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ISIS, US Energy Boom, 3-D Printing

Dated: 15 Sep 2014
Posted by Christine Chan
Category: Security, Technology
0 Comments

ISIS : Representatives of twenty countries gathered in Paris on Monday to coordinate a global response to combat the militant group ISIS, which released a third video over the weekend showing the beheading of a British aid worker. French president François Hollande called for united international action to tackle the threat, while Iraqi president Fuad Masum urged world powers to take broader military action against ISIS. So far, about forty countries—including ten Arab states—have committed to a coalition to help fight the extremist Sunni insurgency in Iraq and Syria.

US Energy Boom: Skeptics of the U.S. energy boom have been saying it can’t last much longer because it requires drilling an ever-increasing number of wells, however the boom already has lasted longer than anyone would have imagined.  The number of rigs drilling in the U.S. is basically flat, but production is rising while the federal Energy Information Administration has stated that this “drilling productivity” is showing no sign of slowing.  While the federal government recently predicted that oil production would rise through 2019 and then flatten off, a second scenario in the report assumed that extraction technology would continue to improve, leading crude output to rise through 2040, if not longer.  Notable that US O&G output nearly tripled since 2007, up to 12M barrels a day. Graph below.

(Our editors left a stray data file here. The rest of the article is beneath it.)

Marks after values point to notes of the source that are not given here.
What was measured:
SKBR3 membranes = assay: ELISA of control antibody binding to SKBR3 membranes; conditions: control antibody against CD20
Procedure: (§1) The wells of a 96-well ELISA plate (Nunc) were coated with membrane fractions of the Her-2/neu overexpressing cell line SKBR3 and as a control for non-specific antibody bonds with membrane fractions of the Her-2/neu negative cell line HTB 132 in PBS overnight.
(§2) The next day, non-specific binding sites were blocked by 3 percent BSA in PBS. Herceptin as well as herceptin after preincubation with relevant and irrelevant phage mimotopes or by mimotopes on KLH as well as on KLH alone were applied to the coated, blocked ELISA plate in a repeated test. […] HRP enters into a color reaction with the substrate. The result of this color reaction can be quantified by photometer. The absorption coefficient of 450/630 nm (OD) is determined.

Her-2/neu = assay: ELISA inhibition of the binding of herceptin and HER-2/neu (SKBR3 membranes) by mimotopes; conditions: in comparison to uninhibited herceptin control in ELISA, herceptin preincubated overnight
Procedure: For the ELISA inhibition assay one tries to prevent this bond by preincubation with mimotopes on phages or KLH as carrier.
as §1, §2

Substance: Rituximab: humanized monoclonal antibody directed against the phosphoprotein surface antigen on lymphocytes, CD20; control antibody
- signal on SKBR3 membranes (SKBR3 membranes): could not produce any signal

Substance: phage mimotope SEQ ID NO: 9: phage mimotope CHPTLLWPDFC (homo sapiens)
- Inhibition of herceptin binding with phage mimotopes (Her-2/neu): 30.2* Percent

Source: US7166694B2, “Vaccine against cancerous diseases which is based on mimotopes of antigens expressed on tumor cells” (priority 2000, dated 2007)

3-D Printing: Aerojet Rocketdyne recently won an Air Force contract to use 3D printing technology to develop liquid-propellant rocket engine applications destined for military launchers. The hope is that additive manufacturing will help make producing rocket engines faster and less expensive than traditional methods by replacing the need for castings, forgings, platings, machining, brazing and welding. In June, Aerojet said it had 3D-printed and tested an entire engine capable of 5,000 pounds of thrust in only three parts.

Today In The World

Dated: 27 Nov 2013
Posted by Thomas McIntyre
Category: International, Security, Technology
0 Comments

VMI 2013 General Industry Banner

The Top Line

B-52′s in Asia: Two unarmed U.S. B-52 bombers flew over disputed islands in the East China Sea, ignoring a new airspace defense zone that China declared on Saturday with warnings that it would take “defensive emergency measures” if the zone was breached. China’s defense ministry said it monitored the flights without mentioning any intentions to retaliate.  It is quite possible that China might have overplayed its position by “angering not just Japan and the U.S., but South Korea and Taiwan—both of which have air-defense zones that overlap China’s”.    Indeed, the airspace defense zone may be a key gambit in China’s A2/AD strategy.

Memory Manipulation: Research is being done on mice to alter memories, with several studies having found chemical compounds that can be used to subdue or even delete memories, and in one MIT study, create a false memory.  While the concept of manipulating memories raises some serious ethical issues, applications for those who suffer from PTSD and addiction could help to drive this research.

Continuing NSA Fallout: Microsoft announced that it is considering new encryption initiatives for its internet traffic amid fears that the National Security Agency has compromised its global communications links. This comes as Google announced earlier in the week that it tightened encryption of traffic flowing between its data centers, as it looks to block alleged interception.    The two companies are also likely worried about the influx of competition into digital communications as startups focus on security and anonymity concerns.

By Thomas McIntyre, Consultant, VMI

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